Second International Workshop on Requirements Engineering for Well-Being, Aging, and Health
September 20, 2021,


Health-related expenses often represent over 10% of a country’s Gross Domestic Product (GDP), and this proportion is increasing according to the World Health Organization. Many systems and services that promote health fail, and yet requirements engineering research in this area is sparse. Nowadays, as the COVID-19 pandemic has spread all over the world, influencing our health and well-being, in particular the elderly population, focusing on Well-Being, Health, and Aging (WBAH) has become more relevant than ever.

The REWBAH workshop fosters discussion related to requirements engineering resulting from the need to build software systems that not only support healthcare, but also foster well-being, encourage patients and the population in general to live according to healthy lifestyle recommendations, and address the specific needs of an aging population. These systems can provide personalized and tailored behavioral change programs for decreasing health risk factors.

This theme is in line with the objectives of the American Healthy People 2030 Framework on health promotion and disease prevention, with a vision for “A society in which all people can achieve their full potential for health and well-being across the lifespan. Well-being is part of a more holistic definition of health that, according to the World Health Organization, is “a state of complete physical, mental, and social well-being and not merely the absence of disease or infirmity’’. This is also in line with the themes of the Requirements Engineering (RE) conference 2021 regarding societal challenges, opportunities for smart and connected solutions, and the discovery of stakeholder' needs in the WBAH domain.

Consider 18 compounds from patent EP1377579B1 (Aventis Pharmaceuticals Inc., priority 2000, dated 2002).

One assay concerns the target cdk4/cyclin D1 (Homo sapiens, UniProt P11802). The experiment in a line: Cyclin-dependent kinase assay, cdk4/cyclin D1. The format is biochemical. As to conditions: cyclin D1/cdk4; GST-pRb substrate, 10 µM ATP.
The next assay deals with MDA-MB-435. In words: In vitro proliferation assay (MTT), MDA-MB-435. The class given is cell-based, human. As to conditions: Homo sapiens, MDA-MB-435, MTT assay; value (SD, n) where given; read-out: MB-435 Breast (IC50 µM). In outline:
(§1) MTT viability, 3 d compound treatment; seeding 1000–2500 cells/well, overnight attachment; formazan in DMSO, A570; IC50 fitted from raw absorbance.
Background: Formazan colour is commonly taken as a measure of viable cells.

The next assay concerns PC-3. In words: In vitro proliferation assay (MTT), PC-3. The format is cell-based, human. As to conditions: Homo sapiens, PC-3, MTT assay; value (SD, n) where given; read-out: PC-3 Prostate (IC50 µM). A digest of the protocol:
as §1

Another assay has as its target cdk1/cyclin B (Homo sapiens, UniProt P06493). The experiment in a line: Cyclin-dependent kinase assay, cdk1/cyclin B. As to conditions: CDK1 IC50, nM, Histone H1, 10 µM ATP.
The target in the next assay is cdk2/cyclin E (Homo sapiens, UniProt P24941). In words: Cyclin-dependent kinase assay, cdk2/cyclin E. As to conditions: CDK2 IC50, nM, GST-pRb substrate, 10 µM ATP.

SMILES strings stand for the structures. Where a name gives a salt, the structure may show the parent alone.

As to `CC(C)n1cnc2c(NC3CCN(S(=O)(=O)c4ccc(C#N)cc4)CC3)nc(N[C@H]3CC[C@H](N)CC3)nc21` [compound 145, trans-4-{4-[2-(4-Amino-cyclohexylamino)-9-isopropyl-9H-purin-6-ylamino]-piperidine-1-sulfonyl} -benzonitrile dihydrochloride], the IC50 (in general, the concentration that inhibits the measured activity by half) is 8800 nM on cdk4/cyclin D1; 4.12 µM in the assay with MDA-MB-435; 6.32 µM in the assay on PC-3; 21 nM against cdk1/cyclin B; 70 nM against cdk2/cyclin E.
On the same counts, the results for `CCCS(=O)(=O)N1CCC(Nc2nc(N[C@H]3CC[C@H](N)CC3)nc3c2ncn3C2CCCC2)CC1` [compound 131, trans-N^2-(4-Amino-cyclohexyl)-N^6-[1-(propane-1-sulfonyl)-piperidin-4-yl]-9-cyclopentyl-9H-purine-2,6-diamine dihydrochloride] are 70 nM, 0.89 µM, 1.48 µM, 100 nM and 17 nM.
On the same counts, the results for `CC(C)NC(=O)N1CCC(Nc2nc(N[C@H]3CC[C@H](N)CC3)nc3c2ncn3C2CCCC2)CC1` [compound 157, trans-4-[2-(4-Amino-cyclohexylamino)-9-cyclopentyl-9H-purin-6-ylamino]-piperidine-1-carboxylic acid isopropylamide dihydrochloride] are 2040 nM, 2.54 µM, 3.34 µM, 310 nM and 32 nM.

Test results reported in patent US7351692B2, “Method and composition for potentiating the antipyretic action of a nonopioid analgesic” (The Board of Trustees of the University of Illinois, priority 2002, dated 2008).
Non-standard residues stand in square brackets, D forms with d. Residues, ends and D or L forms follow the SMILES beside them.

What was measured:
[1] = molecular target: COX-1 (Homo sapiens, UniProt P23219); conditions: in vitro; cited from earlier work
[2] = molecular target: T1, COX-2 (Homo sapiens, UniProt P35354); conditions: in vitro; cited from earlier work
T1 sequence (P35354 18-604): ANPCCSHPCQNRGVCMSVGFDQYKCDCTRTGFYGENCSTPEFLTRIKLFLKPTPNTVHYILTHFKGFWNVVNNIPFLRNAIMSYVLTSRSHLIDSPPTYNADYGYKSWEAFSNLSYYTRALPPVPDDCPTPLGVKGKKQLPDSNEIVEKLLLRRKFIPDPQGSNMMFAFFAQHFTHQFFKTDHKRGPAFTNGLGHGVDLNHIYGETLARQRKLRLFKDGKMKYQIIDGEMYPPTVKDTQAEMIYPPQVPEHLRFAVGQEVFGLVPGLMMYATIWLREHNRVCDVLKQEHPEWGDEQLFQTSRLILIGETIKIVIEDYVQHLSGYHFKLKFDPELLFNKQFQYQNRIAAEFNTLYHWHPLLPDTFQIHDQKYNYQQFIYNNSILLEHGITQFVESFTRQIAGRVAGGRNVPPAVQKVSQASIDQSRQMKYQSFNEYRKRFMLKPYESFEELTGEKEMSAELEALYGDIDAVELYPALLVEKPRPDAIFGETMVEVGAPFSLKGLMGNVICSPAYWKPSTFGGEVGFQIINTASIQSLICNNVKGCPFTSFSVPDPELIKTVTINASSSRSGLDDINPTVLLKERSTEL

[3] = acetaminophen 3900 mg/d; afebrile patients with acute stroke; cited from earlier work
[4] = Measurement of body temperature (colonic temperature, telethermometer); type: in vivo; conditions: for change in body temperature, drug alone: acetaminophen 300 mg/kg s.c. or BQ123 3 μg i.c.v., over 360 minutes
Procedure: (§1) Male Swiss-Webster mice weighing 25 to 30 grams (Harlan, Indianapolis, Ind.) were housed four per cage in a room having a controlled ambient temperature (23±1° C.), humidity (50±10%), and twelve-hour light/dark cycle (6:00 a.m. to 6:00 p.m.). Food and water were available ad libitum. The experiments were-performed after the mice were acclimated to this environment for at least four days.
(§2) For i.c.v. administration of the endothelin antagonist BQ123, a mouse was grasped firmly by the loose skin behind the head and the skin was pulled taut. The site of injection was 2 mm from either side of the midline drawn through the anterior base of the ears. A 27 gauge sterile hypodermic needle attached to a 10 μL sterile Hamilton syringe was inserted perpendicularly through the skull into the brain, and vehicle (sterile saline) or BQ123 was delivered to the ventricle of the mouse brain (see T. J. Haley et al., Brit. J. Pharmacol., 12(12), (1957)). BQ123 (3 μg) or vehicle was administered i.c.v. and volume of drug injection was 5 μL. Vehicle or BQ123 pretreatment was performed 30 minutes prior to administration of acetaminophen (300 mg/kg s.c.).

The workshop will bring together practitioners and researchers from Software and Requirements Engineering, Medicine, Health Sciences, Psychology, and other relevant disciplines. This workshop is open to the public.

Workshop Proceeding Available!


  • Yu, E. , Liu, L., Levy, M., and Amyot, D., "REWBAH 2021: Second International Workshop on Requirements Engineering for Well-Being, Aging, and Health : Welcome from the Organizers". In: 2021 IEEE 29th International Requirements Engineering Conference Workshops (REW), 2021, pp. 236-238,

REWBAH 2021 Papers

See also this overview of REWBAH for practitioners (preprint), which recently appeared as:

  • M. Levy et al., "Requirements Engineering for Well-Being, Aging, and Health: An Overview for Practitioners", IEEE Software, vol. 38, no. 3, pp. 7-12, May-June 2021,

Thanks to the 20+ participants, including these smiling fellows!


All times are in the South Bend (USA) time zone (EST).

8:00-8:15am Welcome and Introductions

  • Daniel Amyot (University of Ottawa and LIFE Research Institute, Canada), Meira Levy (Shenkar College of Engineering and Design, Israel), Lin Liu (Tsinghua University, China), Eric Yu (University of Toronto, Canada)

8:15-9:15am Keynote Talk

Dr. Galia Barkai, MD, MBA

Director of Sheba BEYOND, and Head of the Pediatric Infectious Diseases and Telemedicine units, Israel

Title: The Establishment of "Sheba Beyond" the First Virtual Hospital in Israel

Biography: These days, Galia is establishing and heading a virtual hospital within Sheba Medical Center – Sheba BEYOND, the first virtual hospital in Israel. Since 2019, she has served as the director of the Pediatric Infectious Disease Unit as well as the head of the Telemedicine Innovation Hub in Sheba's Innovation Center, ARC. In 2018, she became part of Sheba's management team as a medical director intern. Previously, Galia worked at Sheba as a consultant for Pediatric Infectious Diseases and served as deputy director in a general pediatrics department.